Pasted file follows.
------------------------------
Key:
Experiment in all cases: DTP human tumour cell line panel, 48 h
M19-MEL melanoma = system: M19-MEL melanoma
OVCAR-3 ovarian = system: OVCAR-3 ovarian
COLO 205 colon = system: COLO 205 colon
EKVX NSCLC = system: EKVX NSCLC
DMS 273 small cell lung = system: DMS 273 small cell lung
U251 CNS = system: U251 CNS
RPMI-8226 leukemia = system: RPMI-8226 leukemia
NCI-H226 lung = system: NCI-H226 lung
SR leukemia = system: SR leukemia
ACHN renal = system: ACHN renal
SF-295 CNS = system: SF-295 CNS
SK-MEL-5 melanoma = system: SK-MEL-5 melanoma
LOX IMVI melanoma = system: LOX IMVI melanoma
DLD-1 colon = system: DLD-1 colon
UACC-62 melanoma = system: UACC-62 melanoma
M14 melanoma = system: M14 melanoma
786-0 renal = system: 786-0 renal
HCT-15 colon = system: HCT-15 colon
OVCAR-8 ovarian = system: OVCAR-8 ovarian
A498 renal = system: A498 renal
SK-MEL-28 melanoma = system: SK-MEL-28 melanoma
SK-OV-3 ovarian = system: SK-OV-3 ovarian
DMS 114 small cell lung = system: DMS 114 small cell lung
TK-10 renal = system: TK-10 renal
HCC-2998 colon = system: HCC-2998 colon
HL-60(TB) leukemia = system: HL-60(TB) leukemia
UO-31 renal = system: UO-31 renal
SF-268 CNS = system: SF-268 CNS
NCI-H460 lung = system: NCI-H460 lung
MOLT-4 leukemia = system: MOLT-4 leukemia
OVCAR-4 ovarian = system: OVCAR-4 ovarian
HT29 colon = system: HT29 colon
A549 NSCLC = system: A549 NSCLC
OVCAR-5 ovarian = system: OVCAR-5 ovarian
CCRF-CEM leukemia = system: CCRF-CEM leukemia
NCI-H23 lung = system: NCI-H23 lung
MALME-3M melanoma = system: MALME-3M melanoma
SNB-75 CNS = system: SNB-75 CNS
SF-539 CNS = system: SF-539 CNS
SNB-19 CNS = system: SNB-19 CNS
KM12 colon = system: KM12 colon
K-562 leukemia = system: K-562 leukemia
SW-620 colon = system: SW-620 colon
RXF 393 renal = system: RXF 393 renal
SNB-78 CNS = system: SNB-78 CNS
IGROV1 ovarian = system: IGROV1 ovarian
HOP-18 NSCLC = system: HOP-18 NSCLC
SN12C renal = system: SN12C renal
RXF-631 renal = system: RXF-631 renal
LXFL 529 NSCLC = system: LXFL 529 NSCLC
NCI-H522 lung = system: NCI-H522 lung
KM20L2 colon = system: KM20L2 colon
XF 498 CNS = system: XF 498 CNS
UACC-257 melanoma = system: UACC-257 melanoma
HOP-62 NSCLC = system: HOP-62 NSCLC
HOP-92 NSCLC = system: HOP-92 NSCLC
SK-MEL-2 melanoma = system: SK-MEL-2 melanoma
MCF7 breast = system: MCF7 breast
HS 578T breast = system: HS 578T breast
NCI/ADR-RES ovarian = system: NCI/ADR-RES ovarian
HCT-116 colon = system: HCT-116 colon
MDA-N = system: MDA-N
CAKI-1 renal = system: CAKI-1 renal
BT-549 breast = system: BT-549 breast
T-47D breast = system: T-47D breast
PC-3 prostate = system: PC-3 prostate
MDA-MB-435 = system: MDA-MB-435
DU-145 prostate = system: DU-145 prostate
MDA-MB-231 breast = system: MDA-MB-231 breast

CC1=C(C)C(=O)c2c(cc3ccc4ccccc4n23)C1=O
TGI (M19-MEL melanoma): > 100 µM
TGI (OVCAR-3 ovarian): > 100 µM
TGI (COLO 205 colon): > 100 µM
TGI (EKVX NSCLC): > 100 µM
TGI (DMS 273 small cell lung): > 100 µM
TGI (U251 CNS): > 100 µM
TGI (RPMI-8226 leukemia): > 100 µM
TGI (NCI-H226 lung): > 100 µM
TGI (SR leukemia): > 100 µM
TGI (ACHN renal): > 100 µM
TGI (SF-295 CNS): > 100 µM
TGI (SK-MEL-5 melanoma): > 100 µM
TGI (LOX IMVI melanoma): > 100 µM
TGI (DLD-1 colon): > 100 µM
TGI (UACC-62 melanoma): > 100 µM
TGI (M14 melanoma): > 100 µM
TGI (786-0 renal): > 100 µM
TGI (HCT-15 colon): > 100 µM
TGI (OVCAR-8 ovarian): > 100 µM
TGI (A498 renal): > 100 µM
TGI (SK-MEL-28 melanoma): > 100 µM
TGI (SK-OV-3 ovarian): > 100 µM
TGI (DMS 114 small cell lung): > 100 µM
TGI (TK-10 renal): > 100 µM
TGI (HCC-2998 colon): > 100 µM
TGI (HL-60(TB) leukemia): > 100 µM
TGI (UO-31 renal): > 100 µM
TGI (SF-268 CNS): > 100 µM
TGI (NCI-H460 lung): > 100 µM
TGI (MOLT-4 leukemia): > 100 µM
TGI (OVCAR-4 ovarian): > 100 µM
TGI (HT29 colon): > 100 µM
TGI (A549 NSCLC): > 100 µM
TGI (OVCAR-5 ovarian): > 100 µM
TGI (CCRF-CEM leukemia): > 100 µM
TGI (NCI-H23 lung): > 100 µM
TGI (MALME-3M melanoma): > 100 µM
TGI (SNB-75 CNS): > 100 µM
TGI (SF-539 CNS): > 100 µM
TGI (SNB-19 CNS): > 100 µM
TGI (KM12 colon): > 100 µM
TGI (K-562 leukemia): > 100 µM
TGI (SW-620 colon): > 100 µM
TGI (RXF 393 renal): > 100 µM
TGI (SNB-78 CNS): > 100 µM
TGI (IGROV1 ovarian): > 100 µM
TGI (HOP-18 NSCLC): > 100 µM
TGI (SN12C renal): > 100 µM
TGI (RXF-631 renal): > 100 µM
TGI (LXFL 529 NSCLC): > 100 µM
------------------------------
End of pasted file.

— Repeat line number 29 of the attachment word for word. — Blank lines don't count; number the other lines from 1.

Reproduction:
UO-31 renal = system: UO-31 renal